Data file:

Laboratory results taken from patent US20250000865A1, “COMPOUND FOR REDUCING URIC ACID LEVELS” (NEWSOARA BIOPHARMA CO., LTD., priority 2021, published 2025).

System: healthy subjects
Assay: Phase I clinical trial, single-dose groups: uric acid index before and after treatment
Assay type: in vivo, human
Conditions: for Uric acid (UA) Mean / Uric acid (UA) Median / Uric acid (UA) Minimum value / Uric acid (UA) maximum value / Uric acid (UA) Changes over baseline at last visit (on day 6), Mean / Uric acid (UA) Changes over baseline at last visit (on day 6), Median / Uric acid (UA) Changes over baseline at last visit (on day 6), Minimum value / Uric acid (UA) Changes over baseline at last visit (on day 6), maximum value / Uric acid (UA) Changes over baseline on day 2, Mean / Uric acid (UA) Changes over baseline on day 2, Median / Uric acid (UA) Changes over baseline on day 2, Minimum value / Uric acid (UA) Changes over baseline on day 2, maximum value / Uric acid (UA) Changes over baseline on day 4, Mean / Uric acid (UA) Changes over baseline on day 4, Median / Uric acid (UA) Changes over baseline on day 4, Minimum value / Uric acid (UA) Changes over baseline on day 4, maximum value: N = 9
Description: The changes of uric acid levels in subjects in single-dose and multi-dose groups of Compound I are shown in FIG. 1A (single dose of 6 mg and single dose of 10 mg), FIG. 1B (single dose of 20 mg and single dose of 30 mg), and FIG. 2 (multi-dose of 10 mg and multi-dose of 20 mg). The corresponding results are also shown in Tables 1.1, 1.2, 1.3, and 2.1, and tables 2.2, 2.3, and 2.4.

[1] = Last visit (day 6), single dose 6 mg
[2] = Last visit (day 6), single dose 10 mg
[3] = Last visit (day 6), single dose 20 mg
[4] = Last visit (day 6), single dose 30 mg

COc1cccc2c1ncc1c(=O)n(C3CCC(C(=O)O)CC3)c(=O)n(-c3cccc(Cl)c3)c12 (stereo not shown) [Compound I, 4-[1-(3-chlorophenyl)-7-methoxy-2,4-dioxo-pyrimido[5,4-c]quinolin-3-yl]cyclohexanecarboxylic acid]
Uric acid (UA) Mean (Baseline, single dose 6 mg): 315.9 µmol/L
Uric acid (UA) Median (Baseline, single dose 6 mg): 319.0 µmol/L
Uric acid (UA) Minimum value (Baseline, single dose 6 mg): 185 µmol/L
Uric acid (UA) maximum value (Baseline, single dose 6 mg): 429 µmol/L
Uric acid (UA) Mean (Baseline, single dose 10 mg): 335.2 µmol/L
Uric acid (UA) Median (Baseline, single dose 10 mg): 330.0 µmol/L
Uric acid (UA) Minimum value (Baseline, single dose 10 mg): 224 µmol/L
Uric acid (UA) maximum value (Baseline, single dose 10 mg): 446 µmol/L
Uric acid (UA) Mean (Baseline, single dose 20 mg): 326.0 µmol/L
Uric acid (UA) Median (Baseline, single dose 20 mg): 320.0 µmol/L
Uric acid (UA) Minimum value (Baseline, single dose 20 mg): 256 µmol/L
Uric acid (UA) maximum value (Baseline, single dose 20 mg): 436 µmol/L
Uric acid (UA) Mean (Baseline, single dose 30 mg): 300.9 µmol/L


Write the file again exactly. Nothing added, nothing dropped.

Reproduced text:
Laboratory results taken from patent US20250000865A1, “COMPOUND FOR REDUCING URIC ACID LEVELS” (NEWSOARA BIOPHARMA CO., LTD., priority 2021, published 2025).

System: healthy subjects
Assay: Phase I clinical trial, single-dose groups: uric acid index before and after treatment
Assay type: in vivo, human
Conditions: for Uric acid (UA) Mean / Uric acid (UA) Median / Uric acid (UA) Minimum value / Uric acid (UA) maximum value / Uric acid (UA) Changes over baseline at last visit (on day 6), Mean / Uric acid (UA) Changes over baseline at last visit (on day 6), Median / Uric acid (UA) Changes over baseline at last visit (on day 6), Minimum value / Uric acid (UA) Changes over baseline at last visit (on day 6), maximum value / Uric acid (UA) Changes over baseline on day 2, Mean / Uric acid (UA) Changes over baseline on day 2, Median / Uric acid (UA) Changes over baseline on day 2, Minimum value / Uric acid (UA) Changes over baseline on day 2, maximum value / Uric acid (UA) Changes over baseline on day 4, Mean / Uric acid (UA) Changes over baseline on day 4, Median / Uric acid (UA) Changes over baseline on day 4, Minimum value / Uric acid (UA) Changes over baseline on day 4, maximum value: N = 9
Description: The changes of uric acid levels in subjects in single-dose and multi-dose groups of Compound I are shown in FIG. 1A (single dose of 6 mg and single dose of 10 mg), FIG. 1B (single dose of 20 mg and single dose of 30 mg), and FIG. 2 (multi-dose of 10 mg and multi-dose of 20 mg). The corresponding results are also shown in Tables 1.1, 1.2, 1.3, and 2.1, and tables 2.2, 2.3, and 2.4.

[1] = Last visit (day 6), single dose 6 mg
[2] = Last visit (day 6), single dose 10 mg
[3] = Last visit (day 6), single dose 20 mg
[4] = Last visit (day 6), single dose 30 mg

COc1cccc2c1ncc1c(=O)n(C3CCC(C(=O)O)CC3)c(=O)n(-c3cccc(Cl)c3)c12 (stereo not shown) [Compound I, 4-[1-(3-chlorophenyl)-7-methoxy-2,4-dioxo-pyrimido[5,4-c]quinolin-3-yl]cyclohexanecarboxylic acid]
Uric acid (UA) Mean (Baseline, single dose 6 mg): 315.9 µmol/L
Uric acid (UA) Median (Baseline, single dose 6 mg): 319.0 µmol/L
Uric acid (UA) Minimum value (Baseline, single dose 6 mg): 185 µmol/L
Uric acid (UA) maximum value (Baseline, single dose 6 mg): 429 µmol/L
Uric acid (UA) Mean (Baseline, single dose 10 mg): 335.2 µmol/L
Uric acid (UA) Median (Baseline, single dose 10 mg): 330.0 µmol/L
Uric acid (UA) Minimum value (Baseline, single dose 10 mg): 224 µmol/L
Uric acid (UA) maximum value (Baseline, single dose 10 mg): 446 µmol/L
Uric acid (UA) Mean (Baseline, single dose 20 mg): 326.0 µmol/L
Uric acid (UA) Median (Baseline, single dose 20 mg): 320.0 µmol/L
Uric acid (UA) Minimum value (Baseline, single dose 20 mg): 256 µmol/L
Uric acid (UA) maximum value (Baseline, single dose 20 mg): 436 µmol/L
Uric acid (UA) Mean (Baseline, single dose 30 mg): 300.9 µmol/L